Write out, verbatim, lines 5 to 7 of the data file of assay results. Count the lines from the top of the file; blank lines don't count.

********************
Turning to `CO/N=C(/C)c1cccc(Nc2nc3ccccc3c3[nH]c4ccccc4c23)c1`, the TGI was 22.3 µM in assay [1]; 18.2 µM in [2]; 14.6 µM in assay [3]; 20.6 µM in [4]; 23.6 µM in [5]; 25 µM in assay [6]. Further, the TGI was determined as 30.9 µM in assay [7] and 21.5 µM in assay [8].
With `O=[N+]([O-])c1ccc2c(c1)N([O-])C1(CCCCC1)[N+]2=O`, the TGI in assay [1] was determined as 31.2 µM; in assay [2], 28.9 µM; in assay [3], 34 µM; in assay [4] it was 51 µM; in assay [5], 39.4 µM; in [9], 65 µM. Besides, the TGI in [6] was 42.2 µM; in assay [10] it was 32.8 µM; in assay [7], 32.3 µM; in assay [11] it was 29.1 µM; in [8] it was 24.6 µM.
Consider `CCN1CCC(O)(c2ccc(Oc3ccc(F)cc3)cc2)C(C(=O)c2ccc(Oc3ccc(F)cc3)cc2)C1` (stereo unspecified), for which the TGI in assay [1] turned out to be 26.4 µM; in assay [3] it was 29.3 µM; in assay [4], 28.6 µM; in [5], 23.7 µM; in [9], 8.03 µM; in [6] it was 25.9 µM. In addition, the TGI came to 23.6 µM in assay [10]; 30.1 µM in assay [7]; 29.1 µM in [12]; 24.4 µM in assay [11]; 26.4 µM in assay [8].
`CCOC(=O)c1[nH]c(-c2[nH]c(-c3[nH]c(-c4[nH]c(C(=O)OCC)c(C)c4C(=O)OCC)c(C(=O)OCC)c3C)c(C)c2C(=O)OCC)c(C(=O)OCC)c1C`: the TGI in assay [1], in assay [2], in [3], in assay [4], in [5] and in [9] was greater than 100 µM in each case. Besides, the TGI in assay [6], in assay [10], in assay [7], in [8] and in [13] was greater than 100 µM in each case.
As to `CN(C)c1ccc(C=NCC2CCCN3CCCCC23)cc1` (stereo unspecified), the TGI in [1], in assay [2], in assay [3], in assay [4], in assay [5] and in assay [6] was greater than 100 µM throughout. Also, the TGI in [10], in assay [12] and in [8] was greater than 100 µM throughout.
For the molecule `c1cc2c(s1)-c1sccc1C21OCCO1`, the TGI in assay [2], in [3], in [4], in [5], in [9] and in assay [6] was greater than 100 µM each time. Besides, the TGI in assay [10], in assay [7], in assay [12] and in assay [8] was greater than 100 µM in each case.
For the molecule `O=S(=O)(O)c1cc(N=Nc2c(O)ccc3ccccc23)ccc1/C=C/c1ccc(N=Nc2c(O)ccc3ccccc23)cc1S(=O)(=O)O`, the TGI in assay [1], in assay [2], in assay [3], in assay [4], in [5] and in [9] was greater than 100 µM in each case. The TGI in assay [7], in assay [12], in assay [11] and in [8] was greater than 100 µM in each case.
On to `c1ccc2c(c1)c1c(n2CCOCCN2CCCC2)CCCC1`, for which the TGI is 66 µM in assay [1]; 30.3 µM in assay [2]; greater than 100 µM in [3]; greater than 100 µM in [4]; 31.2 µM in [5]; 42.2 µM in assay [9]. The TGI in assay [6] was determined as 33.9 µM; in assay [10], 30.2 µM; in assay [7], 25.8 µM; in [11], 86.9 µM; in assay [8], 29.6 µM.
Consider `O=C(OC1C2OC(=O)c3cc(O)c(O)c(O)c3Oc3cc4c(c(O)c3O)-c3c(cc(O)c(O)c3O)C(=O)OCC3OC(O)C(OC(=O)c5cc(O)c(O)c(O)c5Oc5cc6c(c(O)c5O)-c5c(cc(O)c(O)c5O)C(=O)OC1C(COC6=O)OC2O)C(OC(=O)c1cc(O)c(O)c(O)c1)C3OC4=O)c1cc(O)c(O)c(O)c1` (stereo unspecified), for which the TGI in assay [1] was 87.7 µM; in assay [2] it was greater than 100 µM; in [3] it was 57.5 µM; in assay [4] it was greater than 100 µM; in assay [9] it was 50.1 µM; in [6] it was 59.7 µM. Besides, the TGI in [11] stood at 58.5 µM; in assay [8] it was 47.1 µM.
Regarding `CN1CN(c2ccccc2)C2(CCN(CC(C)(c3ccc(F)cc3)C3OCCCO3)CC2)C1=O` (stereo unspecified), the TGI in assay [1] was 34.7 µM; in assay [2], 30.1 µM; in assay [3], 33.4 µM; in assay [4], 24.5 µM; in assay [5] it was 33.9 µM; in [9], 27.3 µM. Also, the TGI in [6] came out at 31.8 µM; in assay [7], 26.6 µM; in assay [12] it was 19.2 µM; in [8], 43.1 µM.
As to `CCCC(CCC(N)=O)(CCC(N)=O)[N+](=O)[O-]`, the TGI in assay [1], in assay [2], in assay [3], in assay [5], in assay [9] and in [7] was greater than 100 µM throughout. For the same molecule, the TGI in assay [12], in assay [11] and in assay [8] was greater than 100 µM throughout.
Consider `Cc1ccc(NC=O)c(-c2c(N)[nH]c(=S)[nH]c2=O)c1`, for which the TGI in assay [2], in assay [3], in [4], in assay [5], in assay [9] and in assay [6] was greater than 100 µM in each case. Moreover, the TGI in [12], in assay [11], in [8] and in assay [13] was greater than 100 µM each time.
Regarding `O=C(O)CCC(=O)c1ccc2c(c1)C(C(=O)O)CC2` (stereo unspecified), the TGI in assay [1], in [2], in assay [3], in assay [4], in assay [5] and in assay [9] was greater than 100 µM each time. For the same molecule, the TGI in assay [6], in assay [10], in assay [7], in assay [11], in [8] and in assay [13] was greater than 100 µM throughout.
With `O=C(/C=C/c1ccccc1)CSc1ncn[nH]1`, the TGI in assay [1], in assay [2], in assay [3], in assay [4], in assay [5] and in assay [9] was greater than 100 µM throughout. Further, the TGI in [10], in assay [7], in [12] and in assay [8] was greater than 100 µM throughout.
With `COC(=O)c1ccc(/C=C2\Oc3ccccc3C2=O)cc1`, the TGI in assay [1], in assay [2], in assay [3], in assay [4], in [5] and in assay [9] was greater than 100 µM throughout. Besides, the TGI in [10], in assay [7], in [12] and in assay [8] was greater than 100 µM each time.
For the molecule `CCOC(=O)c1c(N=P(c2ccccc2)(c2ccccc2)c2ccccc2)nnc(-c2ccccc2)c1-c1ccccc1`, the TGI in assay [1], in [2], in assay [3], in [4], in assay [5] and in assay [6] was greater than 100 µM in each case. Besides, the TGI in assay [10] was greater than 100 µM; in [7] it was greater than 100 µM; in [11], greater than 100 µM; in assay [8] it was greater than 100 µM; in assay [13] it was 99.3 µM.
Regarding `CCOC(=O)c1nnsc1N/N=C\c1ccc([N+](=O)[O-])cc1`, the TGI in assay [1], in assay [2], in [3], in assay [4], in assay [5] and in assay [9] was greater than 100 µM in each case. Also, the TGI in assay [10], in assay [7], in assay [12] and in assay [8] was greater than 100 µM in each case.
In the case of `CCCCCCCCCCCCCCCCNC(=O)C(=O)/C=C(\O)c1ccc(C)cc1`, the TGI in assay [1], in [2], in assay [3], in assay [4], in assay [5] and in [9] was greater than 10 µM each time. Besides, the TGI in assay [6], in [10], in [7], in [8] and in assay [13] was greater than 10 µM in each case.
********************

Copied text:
As to `CN(C)c1ccc(C=NCC2CCCN3CCCCC23)cc1` (stereo unspecified), the TGI in [1], in assay [2], in assay [3], in assay [4], in assay [5] and in assay [6] was greater than 100 µM throughout. Also, the TGI in [10], in assay [12] and in [8] was greater than 100 µM throughout.
For the molecule `c1cc2c(s1)-c1sccc1C21OCCO1`, the TGI in assay [2], in [3], in [4], in [5], in [9] and in assay [6] was greater than 100 µM each time. Besides, the TGI in assay [10], in assay [7], in assay [12] and in assay [8] was greater than 100 µM in each case.
For the molecule `O=S(=O)(O)c1cc(N=Nc2c(O)ccc3ccccc23)ccc1/C=C/c1ccc(N=Nc2c(O)ccc3ccccc23)cc1S(=O)(=O)O`, the TGI in assay [1], in assay [2], in assay [3], in assay [4], in [5] and in [9] was greater than 100 µM in each case. The TGI in assay [7], in assay [12], in assay [11] and in [8] was greater than 100 µM in each case.